Wednesday, March 15, 2017

Logan Review




"So, this is what it feels like."


For years now I have heard the calls from many for an R-rated superhero film, and I will be honest, I was pessimistic. Not opposed to it but also not calling for it myself. My concerns stemmed from the idea that once the green light for such a project was given, the content that would ultimately earn that rating would feel forced, plugged in for the sake of shock value and grabbing headlines rather than flowing naturally with a great story. While I very much enjoyed Deadpool for what it is and am not afraid to admit laughing quite a bit while watching it, that film did step in the trap I feared a bit, with a screenplay that is steeped in dick jokes yet conventional in its origin story foundation, willing to step over the line to make the audience blush but unwilling to have the balls to put care in the right places in order to make a good film great.

For all of you who were calling for the R-rated superhero film, congratulations. Logan is the blueprint of exactly what you were hoping for and exactly what I doubted could happen, a story not bogged down by an overwhelming desire to prove just how R-rated it is but rather one that feels totally natural using the freedom it was given. That's the word that kept coming to mind as I watched the film last night: freedom. Director James Mangold litters his film with brutal violence and plenty of foul language but it all feels right in this painfully honest, desolate vision of an aging mutant long since past his prime, hiding in the shadows under an alias trying to make an honest living just to be able to afford the life he envisions for his remaining years.

Without question Hugh Jackman does his best work of the entire franchise here and it can be hard watching a hero fall apart before our eyes, but it's a beautiful thing when the actor brings so much passion to the role. His chemistry with Patrick Stewart reprising his role as Charles Xavier is top notch, sharing plenty of frustrating, pain and love on screen that makes their briefly used ruse in the film in which they pretend to be father and son feel so real. The breakthrough aspect of Logan though is the introduction of young Dafne Keen as Laura, a young mutant whom shares the same abilities as Logan, being pursued by a group of men who clearly have ugly motives behind their desperation to put the girl back into captivity. The trio effectively form a family during the film and their bond blossoms despite limited dialogue thanks to performances and a screenplay that understands that the most important thing about this story isn't visual effects or constant battle sequences but rather a shared humanity between people who feel isolated and alienated because of who they are. Some of the quieter moments of Logan proved to be my favorite scenes.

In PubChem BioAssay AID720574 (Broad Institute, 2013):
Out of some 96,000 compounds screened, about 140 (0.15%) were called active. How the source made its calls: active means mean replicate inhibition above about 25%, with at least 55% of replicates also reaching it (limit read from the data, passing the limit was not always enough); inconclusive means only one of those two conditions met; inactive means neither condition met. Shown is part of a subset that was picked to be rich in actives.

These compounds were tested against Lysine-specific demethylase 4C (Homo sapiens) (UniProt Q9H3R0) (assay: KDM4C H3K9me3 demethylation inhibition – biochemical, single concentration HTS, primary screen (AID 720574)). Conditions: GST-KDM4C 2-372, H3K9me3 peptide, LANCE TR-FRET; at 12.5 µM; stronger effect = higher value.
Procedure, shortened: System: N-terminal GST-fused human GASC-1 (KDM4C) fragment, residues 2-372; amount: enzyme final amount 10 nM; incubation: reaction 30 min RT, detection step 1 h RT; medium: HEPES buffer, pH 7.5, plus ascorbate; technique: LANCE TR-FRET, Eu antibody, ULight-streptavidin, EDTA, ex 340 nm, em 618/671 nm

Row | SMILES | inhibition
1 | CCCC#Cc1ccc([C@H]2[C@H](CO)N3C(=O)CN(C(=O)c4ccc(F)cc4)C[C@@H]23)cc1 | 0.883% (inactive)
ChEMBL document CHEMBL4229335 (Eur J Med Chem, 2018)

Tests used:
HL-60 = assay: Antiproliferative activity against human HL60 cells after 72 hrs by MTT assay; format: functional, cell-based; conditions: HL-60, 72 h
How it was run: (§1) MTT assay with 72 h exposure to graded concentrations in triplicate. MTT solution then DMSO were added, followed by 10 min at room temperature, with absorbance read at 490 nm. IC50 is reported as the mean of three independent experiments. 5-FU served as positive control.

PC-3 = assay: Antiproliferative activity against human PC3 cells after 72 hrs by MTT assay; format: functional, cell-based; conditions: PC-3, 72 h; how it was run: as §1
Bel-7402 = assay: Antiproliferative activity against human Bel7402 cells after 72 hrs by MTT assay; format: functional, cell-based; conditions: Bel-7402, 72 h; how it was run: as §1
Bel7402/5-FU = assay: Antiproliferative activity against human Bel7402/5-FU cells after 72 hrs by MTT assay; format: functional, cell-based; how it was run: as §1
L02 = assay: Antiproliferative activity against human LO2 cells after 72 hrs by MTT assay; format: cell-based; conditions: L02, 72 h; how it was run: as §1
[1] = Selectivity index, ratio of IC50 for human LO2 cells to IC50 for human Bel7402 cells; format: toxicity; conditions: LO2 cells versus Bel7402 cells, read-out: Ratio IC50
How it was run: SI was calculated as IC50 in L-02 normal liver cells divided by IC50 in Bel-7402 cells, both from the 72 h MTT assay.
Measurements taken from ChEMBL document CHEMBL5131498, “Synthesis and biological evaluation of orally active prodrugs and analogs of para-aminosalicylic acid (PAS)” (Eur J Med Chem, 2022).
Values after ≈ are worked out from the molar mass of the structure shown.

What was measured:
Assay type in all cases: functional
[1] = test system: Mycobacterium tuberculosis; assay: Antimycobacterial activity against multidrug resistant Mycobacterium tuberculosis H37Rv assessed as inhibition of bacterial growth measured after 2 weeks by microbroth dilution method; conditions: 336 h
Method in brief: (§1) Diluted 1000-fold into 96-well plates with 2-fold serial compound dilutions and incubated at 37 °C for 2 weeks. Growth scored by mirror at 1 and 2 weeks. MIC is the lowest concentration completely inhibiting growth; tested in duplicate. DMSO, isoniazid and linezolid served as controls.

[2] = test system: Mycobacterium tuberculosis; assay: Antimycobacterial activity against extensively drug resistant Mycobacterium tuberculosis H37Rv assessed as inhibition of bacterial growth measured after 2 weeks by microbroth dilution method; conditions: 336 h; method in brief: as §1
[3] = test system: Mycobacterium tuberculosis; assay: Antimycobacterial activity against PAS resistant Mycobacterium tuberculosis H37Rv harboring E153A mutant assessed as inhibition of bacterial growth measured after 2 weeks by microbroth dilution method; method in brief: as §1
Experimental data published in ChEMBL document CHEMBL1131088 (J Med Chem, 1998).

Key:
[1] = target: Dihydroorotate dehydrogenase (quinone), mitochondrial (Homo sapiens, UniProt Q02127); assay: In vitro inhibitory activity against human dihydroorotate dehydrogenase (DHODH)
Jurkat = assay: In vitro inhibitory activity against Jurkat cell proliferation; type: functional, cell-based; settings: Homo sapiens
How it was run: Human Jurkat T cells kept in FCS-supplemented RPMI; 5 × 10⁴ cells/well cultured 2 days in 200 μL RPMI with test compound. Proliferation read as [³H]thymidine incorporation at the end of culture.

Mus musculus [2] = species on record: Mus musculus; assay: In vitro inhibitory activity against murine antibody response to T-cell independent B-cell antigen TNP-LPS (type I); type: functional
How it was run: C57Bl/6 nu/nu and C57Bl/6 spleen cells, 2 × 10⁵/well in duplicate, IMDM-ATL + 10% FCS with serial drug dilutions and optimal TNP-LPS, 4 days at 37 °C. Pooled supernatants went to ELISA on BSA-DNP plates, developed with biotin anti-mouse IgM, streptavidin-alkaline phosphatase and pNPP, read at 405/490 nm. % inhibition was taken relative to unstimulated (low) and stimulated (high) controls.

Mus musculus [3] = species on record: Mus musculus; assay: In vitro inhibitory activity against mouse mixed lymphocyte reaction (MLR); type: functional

My only real issue with the film is a somewhat lackluster villain, and by that I don't mean the entire group, what they did or their motivations going forward because all of that worked and made total sense, but rather the leader of the group specifically, Dr. Rice (Richard E. Grant). Starting with the only scene that made me cringe, taking place when Logan is watching footage taken in secret and Dr. Rice is heard literally instructing people to remember that mutants are not people, they are things, which for such a well written film felt so forced and unnecessary. It's quite evident and easy to understand that what we are seeing is evil and wrong, so having it spelled out with poor dialogue was basically on the same level as just flashing THIS IS A BAD GUY across the screen over his image. Even beyond that, I just felt this character was very underwritten and nothing more than a cliche, which stood out during a film that was anything but.

As this is the last time we will see Jackman portray this character on screen, it's hard to believe looking back that it has been 17 years since the first X-Men film when we were introduced to his take on Wolverine, and now it is difficult to imagine anyone else stepping into those shoes for future projects. What a fitting way for his run to end here, a punch to the gut and certainly not a colorful blast of fun some are looking for when taking their seats for a superhero movie, but the tonal balance achieved in Logan is remarkable and creates a beautiful, heartfelt and devastating story that finds a certain grace and delicateness despite the stellar action sequences that produce piles of bodies that met their demise in rather graphic ways. Throughout the film I found myself laughing, caring, and nearly crying but it never feels jarring, nothing beyond a little quibble here or there feels out of place.




Logan is a dark, hard hitting comic book film that explores the human condition and the universal desire to find ones "Eden", whether it be to reunite with people whom you can share yourself with or to disappear on a boat away from shore in search of a personal peace. It's haunting and powerful stuff and might just be the best X-Men film of any kind to date.



4.5/5


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